Race Report-Pee Wee B Class
My little boy and my niece raced in the Pee Wee class together. All these little kids are awesome riders and rode a little course for 20 minutes. There were several little crashes, tip overs, and even a few racers colliding. No one got hurt, which is the most important. All little racers are winners and it is always fun to cheer them on.
The terrain had sandy sections which challenged them a bit. It was hard for the little racers not to tip over in the deep sand sections. Parents are great help to ensure the kids are okay and get them back up and riding. Just like most big racers, these little racers would get right back on and keep riding strong until the end! Even the electric pedal bikes were going strong!
My niece was fun to watch. She was out there to win, even though no scores are held. Her brothers promised her 100 packs of gum if she won! She put her game face on and rode hard, holding nothing back. She knew where the throttle was, and how to pass, but her bike didn’t have any brakes. If you want to win, you don’t need brakes I guess! I should take a lesson or two. Hopefully she gets that gum she was promised.
My boy was excited he didn’t fall down the whole race. He was very smart and consistent in his riding. The turns were deep and sandy, but he tried to keep his feet on the pegs and speed up. I watched my boy standing up and trying to stay on the balls of his feet. Riding smart, not sloppy, is a great way to stay ahead. Unlike his old man.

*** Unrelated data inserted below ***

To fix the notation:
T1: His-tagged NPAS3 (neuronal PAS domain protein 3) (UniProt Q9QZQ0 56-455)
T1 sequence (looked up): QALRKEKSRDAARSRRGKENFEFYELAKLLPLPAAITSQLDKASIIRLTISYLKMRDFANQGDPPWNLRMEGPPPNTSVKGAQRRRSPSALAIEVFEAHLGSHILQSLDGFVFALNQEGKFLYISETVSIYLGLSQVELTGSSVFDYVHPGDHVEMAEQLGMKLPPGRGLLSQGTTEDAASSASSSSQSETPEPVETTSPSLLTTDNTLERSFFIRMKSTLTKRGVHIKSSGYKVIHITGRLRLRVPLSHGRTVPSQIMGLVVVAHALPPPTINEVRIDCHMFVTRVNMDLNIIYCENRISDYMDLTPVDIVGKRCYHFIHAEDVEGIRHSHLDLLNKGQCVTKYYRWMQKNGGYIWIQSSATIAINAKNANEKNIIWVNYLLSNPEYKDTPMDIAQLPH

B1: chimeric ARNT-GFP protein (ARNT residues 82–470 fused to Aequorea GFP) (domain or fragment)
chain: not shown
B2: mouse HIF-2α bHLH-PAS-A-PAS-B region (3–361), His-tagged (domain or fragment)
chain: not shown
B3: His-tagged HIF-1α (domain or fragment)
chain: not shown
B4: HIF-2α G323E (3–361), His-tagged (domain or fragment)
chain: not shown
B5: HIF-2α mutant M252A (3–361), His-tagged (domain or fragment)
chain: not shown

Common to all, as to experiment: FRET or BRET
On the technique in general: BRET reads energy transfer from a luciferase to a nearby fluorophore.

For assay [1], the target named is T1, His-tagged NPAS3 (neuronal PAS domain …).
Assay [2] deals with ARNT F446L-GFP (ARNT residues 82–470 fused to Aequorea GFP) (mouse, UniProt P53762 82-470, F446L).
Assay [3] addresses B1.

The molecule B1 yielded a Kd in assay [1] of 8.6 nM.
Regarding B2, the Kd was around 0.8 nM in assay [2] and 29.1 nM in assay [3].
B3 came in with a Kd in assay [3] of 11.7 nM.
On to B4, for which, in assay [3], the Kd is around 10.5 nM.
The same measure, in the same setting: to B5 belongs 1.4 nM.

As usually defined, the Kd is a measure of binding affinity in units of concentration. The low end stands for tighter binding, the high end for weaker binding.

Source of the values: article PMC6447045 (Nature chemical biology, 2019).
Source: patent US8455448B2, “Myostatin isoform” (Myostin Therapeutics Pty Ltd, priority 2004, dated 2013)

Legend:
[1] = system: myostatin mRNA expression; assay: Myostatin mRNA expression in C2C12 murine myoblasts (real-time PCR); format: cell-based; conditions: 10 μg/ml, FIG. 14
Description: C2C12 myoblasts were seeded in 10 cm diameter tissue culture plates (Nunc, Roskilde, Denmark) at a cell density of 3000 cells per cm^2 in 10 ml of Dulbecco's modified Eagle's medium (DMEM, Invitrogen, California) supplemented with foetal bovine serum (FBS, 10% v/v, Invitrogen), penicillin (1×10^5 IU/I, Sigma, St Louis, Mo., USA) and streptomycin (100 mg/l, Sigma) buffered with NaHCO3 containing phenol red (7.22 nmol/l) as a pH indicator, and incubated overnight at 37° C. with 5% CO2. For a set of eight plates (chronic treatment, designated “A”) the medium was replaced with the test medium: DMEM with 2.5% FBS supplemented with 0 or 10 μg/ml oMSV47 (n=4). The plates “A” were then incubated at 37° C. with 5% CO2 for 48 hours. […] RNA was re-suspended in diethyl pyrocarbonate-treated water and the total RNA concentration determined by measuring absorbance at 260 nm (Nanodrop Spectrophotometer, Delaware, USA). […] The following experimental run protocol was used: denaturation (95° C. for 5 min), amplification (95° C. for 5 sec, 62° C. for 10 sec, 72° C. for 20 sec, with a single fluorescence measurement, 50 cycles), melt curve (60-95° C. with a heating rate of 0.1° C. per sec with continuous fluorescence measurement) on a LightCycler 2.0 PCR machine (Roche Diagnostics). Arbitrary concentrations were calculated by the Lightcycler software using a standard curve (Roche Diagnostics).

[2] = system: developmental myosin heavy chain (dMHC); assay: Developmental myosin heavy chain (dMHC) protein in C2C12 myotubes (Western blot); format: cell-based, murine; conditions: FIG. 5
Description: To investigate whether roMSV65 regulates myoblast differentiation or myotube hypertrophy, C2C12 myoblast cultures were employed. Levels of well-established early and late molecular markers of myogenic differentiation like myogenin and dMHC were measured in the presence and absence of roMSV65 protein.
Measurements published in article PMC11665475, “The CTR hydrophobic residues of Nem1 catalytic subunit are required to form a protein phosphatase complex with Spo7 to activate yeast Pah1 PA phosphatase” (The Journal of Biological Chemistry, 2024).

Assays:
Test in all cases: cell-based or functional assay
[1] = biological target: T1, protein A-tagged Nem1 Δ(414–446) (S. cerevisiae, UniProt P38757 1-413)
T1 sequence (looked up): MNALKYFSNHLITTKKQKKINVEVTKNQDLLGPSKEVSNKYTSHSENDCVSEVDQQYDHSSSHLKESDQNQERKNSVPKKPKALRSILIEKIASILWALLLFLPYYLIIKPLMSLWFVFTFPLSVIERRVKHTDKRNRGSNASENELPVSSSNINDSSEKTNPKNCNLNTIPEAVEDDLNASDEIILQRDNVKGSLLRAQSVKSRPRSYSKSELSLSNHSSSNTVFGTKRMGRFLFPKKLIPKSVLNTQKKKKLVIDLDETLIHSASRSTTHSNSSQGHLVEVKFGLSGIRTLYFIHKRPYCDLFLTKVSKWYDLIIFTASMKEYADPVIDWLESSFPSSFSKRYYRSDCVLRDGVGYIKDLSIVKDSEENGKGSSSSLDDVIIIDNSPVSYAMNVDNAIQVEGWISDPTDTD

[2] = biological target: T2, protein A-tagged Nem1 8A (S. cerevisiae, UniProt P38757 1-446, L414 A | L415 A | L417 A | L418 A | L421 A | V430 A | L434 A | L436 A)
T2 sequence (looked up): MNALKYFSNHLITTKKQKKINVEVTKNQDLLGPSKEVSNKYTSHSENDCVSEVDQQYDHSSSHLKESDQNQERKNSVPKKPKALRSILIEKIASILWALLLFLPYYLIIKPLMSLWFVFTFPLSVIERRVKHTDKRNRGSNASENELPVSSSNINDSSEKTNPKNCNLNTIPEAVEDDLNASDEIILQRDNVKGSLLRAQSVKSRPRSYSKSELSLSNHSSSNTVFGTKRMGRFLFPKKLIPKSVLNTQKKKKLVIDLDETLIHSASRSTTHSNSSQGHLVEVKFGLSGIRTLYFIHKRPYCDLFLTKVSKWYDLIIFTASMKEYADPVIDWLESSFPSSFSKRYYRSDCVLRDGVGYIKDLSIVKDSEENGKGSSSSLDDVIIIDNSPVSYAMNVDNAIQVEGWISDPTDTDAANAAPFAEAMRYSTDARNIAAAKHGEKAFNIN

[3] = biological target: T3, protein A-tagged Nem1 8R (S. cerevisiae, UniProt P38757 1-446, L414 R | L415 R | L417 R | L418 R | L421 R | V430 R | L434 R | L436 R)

Pee-Wee B Race Video
Race Report-Big Bike Novice
The weather was cold, overcast, and rainy. It was 50 degrees and pouring rain by the time we lined up. A little wet for race day, but it kept the dust down. There was a slight breeze which made it even more chilly. I started on row 44 and was signed up in the Open Novice class. Last time I raced in over 35 class, but I wanted to race against more riders this time.
I rode my old trusty, 1997 XR400. This bike is a lot to hold on to due to it’s weight, but it’ll rock climb and chug with almost no effort. That came in hand in the tight, technical stuff. One thing about my bike isn’t suited for is sandy whoops. The weight of the old XR makes it hard to stay on top and go fast. I managed to make it through all 3 test sections and finished the first lap when the race officials at the last check told me they were calling the race.